11. 11. Problem of Radioactive Waste • It may not be wrong to guess that any other weapon-producing complex in any other country also operates in a similar manner. Only the scale of operation may be large or small depending on the resources that are pumped in. The secrecy, callousness in handling the radioactive waste and the problems that each nation faces would be qualitatively no different; quantitatively they increase as weaponization takes deeper roots.
  12. 12. Indo-Pak Nuclear Scenario • Zia Mian et al.(Currernt Science,2001) have reported the estimated risk and health hazard effects of nuclear warheads deployment in South Asia, with particular reference to India and Pakistan. Considering the political situation in the sub-continent, the authors assume that the dangerous situation may change for the worst in the not-too-distant future on the deployment of nuclear weapons.
  13. 13. • Both India and Pakistan have developed a variety of ballistic missiles for carrying nuclear weapons. These missiles are propelled by highly volatile hypergolic liquid propellants and hence the risk of deployment is always there even when there is no nuclear warfare. Using the famous ‘wedge model’ for estimating the effects of a nuclear weapon accident, the authors calculate the number of deaths due to cancer caused by dispersal of plutonium from the nuclear weapons. Any serious accident caused by detonation of propellant/fuel can convert the fissile material of nuclear warhead into aerosol particles which will disperse into the environment.
  14. 14. Probability of Cancer Deaths • There is also a possibility that detonation of a highly explosive propellant/fuel in the pit may trigger in turn the detonation of the nuclear weapon. Such an explosion might be mistaken for a nuclear attack and lead to a nuclear response. Thus there is always a danger that an accidental nuclear explosion may even trigger a nuclear warfare. The dispersal of plutonium aerosols, even without nuclear warfare, may cause 5000 cancer deaths in a metropolitan like Delhi. One can imagine the situation in Punjab!
  15. 15. What is the Solution? • Considering all the facts and figures in this study, the scientists and political leaders of both India and Pakistan must enter into a dialogue for safe deployment of nuclear weapons. The best solution will be to store them far away from missiles carrying potentially explosive fuel. To reduce the risk of a nuclear weapon being launched through error, panic or miscalculation, it is advisable to keep the nuclear weapons disassembled.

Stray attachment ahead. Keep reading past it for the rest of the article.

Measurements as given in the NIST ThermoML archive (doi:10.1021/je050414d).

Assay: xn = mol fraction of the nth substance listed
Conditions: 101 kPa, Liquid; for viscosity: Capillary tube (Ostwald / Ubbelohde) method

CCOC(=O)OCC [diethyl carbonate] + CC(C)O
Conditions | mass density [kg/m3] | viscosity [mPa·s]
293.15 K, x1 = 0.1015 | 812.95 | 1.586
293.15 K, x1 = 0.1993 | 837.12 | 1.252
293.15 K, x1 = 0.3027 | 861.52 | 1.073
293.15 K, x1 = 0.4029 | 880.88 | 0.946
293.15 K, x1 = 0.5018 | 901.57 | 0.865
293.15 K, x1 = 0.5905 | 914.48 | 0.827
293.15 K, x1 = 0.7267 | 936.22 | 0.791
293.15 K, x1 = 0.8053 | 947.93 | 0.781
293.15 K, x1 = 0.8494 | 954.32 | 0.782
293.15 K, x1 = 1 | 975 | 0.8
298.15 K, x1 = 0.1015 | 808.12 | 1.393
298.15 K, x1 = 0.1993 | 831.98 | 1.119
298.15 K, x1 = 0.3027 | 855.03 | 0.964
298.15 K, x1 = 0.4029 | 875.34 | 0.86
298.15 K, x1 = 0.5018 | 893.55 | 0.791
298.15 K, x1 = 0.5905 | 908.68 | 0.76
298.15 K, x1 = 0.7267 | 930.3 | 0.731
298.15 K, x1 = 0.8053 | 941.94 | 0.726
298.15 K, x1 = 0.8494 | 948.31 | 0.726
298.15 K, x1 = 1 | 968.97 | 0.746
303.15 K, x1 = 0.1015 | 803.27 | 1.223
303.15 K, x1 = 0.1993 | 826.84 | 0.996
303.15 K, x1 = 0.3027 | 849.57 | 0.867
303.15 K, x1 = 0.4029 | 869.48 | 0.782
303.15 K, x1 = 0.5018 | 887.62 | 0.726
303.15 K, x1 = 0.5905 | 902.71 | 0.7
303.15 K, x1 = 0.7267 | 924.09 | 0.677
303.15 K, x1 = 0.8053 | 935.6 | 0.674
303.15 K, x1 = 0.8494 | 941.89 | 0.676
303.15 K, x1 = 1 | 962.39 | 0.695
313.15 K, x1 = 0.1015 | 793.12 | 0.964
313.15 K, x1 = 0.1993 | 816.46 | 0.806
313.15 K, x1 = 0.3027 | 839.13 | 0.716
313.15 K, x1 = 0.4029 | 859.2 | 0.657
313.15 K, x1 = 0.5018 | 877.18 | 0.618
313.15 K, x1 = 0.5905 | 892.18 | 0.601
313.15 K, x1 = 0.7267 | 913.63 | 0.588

16. 16. Nuclear Radiation Disasters • Nuclear fission was discovered by Otto Hahn, Strassman and Lise Mietner in 1938 in Germany, when they bombarded uranium with neutrons. Enrico Fermi demonstrated the chain reaction in a nuclear pile (reactor) on 2nd December 1942 in Chicago (USA) which led to the making of first Nuclear Bomb (Atomic Bomb) under the Manhattan Project at Los Alamos in the desert of New Mexico (USA). Two thousand million dollars was the budget estimate for Manhattan Project. The test explosion of Atomic Bomb on 16th July 1945 was a complete success.
  17. 17. Demonstration of Nuclear Disaster • The test explosion of Atomic Bomb on 16th July 1945 was a complete success. The First Atomic Bomb was thrown / dropped on Hiroshima on 6th August 1945 and the second on Nagasaki on 9th August 1945. The bomb had the power of 20,000 tons of TNT. Hiroshima nuclear explosion killed 92,133 Japanese and more than 100,000 were permanently injured and disfigured. The disaster was worst in the recorded history of mankind.
  18. 18. Nuclear Bomb Explosion
  19. 19. Japanese Radiation Victim
  20. 20. Public Reaction in the Press • The following lines appeared in an American newspaper after the demonstration of Nuclear Hazard: The Atom Bomb is here to stay, Most scientists agree. Oh, the bomb is here to stay, The question is, are we?